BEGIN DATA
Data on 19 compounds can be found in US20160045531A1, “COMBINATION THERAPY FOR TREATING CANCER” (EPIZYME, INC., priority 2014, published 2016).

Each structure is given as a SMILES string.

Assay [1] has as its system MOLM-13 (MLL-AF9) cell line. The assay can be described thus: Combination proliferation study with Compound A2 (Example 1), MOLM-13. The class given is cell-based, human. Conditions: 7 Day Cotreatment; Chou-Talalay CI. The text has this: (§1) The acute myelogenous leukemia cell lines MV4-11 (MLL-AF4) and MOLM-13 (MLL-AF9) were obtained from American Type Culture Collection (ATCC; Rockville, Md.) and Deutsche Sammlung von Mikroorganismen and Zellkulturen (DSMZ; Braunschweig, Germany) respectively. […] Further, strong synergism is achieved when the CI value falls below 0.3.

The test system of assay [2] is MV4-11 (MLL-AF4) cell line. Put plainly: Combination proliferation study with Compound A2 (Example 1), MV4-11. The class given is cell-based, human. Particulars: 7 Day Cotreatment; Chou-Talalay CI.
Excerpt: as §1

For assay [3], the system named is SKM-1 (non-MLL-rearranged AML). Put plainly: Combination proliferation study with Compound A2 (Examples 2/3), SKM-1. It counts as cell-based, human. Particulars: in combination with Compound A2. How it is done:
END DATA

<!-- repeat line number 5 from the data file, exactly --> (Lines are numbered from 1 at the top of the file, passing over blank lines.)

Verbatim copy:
Excerpt: as §1